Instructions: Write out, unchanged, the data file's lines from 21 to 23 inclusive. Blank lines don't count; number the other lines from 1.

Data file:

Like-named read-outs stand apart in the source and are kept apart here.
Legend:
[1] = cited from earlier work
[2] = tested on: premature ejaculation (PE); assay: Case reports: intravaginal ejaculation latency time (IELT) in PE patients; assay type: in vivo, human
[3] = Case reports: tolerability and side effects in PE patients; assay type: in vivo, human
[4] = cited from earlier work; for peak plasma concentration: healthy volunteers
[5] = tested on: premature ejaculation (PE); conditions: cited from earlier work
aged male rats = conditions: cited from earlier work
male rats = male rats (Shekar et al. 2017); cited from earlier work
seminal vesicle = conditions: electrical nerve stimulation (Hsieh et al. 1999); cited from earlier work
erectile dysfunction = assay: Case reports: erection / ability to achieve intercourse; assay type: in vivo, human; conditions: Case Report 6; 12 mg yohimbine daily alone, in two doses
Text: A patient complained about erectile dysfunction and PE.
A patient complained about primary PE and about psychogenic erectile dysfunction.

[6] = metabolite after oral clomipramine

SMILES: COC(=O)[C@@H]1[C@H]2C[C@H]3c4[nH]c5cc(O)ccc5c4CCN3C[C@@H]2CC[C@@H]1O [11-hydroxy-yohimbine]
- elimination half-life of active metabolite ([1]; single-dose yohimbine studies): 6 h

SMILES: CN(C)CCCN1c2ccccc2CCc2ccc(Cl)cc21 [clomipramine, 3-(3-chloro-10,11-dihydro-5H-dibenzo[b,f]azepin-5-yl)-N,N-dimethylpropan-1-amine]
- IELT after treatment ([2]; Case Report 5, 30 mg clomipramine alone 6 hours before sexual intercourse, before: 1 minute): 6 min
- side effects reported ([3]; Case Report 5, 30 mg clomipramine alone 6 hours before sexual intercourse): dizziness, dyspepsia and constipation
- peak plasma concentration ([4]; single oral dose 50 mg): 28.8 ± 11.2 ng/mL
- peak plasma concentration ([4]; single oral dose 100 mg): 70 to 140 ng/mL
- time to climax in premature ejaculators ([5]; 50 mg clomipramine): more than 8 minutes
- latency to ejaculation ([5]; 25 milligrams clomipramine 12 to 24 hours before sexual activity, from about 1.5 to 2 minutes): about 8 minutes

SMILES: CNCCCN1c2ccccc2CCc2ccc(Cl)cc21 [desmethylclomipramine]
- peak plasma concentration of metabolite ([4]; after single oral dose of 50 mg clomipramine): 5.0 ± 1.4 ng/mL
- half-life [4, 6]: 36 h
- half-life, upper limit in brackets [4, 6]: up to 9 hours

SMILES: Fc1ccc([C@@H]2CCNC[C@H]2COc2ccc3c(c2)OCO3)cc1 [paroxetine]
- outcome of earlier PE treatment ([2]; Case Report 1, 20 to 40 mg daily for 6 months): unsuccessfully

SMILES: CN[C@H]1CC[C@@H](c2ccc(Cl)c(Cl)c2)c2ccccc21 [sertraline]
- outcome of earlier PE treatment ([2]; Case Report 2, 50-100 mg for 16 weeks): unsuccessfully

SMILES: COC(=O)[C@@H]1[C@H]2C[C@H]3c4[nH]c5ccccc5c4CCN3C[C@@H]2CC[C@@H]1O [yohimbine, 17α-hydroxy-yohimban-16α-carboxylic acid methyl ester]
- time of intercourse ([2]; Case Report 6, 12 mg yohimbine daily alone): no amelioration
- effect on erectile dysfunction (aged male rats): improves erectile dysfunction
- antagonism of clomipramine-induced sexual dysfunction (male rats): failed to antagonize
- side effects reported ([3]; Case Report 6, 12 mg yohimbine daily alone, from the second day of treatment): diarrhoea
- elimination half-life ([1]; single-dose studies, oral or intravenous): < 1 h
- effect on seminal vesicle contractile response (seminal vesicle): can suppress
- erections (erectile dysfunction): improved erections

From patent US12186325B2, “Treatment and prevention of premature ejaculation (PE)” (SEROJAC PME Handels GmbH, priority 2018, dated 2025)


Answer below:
- peak plasma concentration ([4]; single oral dose 100 mg): 70 to 140 ng/mL
- time to climax in premature ejaculators ([5]; 50 mg clomipramine): more than 8 minutes
- latency to ejaculation ([5]; 25 milligrams clomipramine 12 to 24 hours before sexual activity, from about 1.5 to 2 minutes): about 8 minutes